March 26,|by Christian Lowe In one of his last moves before leaving office March 13, then-Navy Secretary Donald Winter quietly awarded 19-term Democratic congressman John Murtha (Pa.) with the service's highest civilian honor.
Citing Murtha's "courageous leadership, vision, and loyalty to the men and women of the Department of the Navy," Winter presented the influential chairman of the House Appropriations Committee's defense panel with the Navy's Distinguished Public Service Award, an honor bestowed in "those extraordinary cases where individuals have demonstrated exceptionally outstanding service of substantial and long term benefit to the Navy, Marine Corps, or the Department of the Navy as a whole," a Murtha release stated.
The award generated little publicity when it was given to Murtha in early March, but as news of the honor trickled out, some veterans groups ignited a firestorm of protest.
Poll: Should the Navy reconsider Murtha’s award
The primary reason for their ire stems from the congressman's statements in May, 2006, that a squad of Marines who responded to an IED ambush and short firefight in Haditha, Iraq, rampaged through the village, murdering civilians "in cold blood."
Murtha made those comments in the heat of the 2006 congressional mid-term election campaign, in a move some political analysts saw as an attempt to stoke the anti-war vote for a Democratic takeover of the House. The former Marine and distinguished Vietnam veteran continued his accusations in follow-up media appearances before an official Pentagon and Naval Criminal Investigative Service investigation had been completed.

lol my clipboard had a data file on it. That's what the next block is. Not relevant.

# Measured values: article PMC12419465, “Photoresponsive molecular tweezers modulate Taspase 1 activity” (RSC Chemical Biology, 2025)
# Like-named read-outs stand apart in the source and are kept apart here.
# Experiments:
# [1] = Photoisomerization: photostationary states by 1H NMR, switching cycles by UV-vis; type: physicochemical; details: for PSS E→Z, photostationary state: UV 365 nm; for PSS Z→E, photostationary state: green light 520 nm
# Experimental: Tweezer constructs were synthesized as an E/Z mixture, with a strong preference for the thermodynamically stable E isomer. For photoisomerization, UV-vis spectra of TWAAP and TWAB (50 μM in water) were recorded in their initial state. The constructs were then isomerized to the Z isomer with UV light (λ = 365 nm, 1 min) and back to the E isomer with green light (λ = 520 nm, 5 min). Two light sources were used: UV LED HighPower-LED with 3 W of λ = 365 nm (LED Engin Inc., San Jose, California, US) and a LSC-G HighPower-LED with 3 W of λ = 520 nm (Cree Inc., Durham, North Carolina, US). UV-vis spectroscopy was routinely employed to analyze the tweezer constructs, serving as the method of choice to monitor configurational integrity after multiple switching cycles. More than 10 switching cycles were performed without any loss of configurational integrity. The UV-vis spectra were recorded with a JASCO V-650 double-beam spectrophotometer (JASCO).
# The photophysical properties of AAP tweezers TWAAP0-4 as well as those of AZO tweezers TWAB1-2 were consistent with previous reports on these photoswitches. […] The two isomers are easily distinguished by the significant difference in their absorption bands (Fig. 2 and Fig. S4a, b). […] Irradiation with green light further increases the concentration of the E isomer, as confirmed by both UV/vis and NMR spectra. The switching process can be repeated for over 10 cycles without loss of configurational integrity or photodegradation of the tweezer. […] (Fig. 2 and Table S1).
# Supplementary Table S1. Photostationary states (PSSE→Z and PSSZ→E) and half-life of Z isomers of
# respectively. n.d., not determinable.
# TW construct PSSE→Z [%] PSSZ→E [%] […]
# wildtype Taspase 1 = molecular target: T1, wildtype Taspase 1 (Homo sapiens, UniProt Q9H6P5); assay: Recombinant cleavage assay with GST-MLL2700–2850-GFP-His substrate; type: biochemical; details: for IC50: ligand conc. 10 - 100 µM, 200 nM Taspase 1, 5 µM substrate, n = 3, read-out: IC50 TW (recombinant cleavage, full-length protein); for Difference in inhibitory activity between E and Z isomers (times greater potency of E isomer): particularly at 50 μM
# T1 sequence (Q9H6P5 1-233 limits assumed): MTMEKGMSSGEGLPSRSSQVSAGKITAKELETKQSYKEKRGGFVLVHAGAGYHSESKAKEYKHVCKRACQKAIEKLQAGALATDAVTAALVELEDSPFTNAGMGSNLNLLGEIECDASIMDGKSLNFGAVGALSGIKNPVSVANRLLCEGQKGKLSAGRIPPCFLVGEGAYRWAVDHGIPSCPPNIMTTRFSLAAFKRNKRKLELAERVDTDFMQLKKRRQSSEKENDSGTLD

When the dust settled more than two years later, six of the eight Marines and Sailors accused of crimes in the Haditha incident had their cases dismissed, one was found not guilty and the last has been continued indefinitely.
The Navy did not respond to a request for comment on the award or the backlash from veterans groups by post time.
Murtha has refused to recant his accusations or apologize to the Marines he accused of war crimes. When asked by in late 2007 whether he regretted his initial statements and owed the exonerated Marines and Sailor an apology, Murtha refused to comment, saying the cases were still being adjudicated.
Murtha spokesman Matthew Mazonkey did not respond to a request from for a comment on the award, or the controversy surrounding it among some vet groups.
In a release shortly after the award, Murtha gushed over the prestigious honor.
"I'm proud of the service and sacrifices our troops are making, and I'm honored to receive this distinguished award from the Navy," commented Murtha. "We have an obligation to ensure that our men and women in uniform have the most modern equipment, effective training, first-class medical care, and family advocacy resources."
But one influential veterans group has reacted strongly against the award, crafting a petition to lobby the Navy to rescind it.
Vets for Freedom, a group that generally supports the wars in Iraq and Afghanistan, called Murtha's award "appalling" and his accusations against the Haditha Marines "vile and despicable."
"Congressman John Murtha should apologize for slandering the Marines of [3rd Battalion, 1st Marine Regiment], and for undermining the efforts of those servicemen and women who fought in Iraq," the online petition states. "If he does not, the Secretary of the Navy should rescind this award as a sign of his unwavering support for those who served in combat during Operation Iraqi Freedom."
So far more than 35,000 supporters have signed the online petition.
"It shows a lack of foresight from the Navy to not understand the long term effect of making Marines look like war criminals," said Vets for Freedom president Pete Hegseth, whose organization embraced the petition effort started by VFF Senior Fellow and former Marine Iraq vet Gabe Ledeen.
"I'd be surprised if the Navy stepped back and rescinded the award," Hegseth told "But there's a chance they could conduct an internal review to see how it was awarded and why."